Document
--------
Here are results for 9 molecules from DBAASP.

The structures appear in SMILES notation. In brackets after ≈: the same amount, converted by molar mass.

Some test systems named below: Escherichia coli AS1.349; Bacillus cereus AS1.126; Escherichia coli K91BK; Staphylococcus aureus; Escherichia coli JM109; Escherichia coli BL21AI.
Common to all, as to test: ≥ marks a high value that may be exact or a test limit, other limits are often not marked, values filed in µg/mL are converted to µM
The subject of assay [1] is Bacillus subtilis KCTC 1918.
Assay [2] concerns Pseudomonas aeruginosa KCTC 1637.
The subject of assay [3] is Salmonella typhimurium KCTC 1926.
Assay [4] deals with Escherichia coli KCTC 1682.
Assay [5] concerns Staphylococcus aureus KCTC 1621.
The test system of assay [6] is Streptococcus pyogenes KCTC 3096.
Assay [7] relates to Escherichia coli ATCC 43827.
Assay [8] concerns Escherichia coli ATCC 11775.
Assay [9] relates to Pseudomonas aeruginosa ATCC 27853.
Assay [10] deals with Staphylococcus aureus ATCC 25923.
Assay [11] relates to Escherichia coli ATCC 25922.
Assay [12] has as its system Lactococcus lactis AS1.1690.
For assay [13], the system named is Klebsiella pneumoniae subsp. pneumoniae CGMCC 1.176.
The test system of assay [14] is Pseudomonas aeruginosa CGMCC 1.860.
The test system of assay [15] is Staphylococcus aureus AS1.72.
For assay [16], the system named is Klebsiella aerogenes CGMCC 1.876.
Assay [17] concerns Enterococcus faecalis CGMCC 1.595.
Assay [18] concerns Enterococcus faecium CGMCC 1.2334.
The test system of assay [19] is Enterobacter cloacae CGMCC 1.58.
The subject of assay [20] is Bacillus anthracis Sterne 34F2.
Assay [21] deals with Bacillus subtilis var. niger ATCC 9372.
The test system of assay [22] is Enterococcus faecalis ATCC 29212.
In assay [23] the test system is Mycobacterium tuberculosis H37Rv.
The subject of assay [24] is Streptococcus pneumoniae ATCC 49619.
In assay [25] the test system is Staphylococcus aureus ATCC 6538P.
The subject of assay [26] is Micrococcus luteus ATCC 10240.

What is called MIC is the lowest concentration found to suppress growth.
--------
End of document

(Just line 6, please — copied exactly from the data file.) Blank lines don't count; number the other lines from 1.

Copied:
Assay [2] concerns Pseudomonas aeruginosa KCTC 1637.